We have demonstrated that fragile X mental retardation protein (FMRP) binds to and represses the translation of APP mRNA [1]. FMRP is a multi-functional mRNA binding protein that is ubiquitously expressed throughout the body with significantly higher levels in young animals [19]. FMRP is regulated in the neonatal brain where it peaks at the end of the first postnatal week and declines thereafter [20]. Fmr-1 mRNA and protein are down regulated in mouse brain as a function of age with a 50% reduction between young (6 weeks) and middle-age (60 weeks) mice [13]. APP is also developmentally regulated with expression increasing during neuronal differentiation, maximal during synaptogenesis, and subsequent decline when mature connections are completed [2124].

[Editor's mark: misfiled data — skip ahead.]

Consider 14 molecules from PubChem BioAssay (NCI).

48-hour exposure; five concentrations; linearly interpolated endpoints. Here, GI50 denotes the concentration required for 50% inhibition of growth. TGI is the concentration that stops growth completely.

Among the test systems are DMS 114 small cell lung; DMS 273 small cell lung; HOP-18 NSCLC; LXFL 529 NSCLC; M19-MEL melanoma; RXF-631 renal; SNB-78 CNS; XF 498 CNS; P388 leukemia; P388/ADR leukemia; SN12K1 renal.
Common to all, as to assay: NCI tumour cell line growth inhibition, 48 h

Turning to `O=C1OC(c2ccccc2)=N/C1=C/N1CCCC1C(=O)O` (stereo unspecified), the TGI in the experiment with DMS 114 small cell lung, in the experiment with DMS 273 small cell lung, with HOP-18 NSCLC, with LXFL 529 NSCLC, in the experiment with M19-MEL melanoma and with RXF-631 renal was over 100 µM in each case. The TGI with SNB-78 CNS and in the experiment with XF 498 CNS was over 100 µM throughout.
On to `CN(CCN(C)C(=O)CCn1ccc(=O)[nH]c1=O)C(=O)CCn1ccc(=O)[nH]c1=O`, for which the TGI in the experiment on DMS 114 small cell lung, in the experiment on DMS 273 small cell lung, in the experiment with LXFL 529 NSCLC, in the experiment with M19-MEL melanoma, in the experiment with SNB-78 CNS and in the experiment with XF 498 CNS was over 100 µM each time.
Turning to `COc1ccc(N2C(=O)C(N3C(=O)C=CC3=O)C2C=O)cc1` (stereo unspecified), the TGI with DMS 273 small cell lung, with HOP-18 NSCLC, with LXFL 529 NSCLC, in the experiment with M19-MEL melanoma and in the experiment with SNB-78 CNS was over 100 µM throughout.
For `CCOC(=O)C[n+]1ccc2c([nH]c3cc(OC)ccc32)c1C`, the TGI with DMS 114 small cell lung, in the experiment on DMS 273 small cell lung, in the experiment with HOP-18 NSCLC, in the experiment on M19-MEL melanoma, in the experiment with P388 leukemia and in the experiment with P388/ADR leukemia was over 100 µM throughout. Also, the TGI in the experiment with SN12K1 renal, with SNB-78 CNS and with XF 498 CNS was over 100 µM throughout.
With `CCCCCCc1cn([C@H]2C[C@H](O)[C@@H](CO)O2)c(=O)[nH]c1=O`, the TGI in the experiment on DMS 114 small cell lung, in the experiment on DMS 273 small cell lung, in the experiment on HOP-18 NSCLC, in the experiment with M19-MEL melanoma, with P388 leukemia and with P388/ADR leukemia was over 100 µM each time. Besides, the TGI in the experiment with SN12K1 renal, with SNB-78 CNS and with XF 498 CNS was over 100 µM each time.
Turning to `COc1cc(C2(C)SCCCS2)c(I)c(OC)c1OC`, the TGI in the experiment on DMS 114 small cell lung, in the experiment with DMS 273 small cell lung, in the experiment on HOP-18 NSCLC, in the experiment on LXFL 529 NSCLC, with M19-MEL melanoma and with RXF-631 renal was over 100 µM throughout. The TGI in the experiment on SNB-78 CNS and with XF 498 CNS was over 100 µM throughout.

APP plays a critical physiological role in synapse formation and maintenance. It promotes synapse differentiation at the neuromuscular junction in Drosophila [25] and increases the number of presynaptic terminals in transgenic mice [26]. siRNA targeted against APP decreases presynaptic APP/APLP2 levels and reduces syn-aptic activity in the rat superior colliculus [27]. APP/APLP2 double knockout mice exhibit defective NMJ, excessive nerve terminal sprouting and defective synaptic transmission [28]. Administration of anti-APP antibodies prevents memory formation in day-old chicks [29] and in rats [30]. Thus, misregulated expression and processing of APP during development likely play important roles in learning, memory and seizure induction/propagation.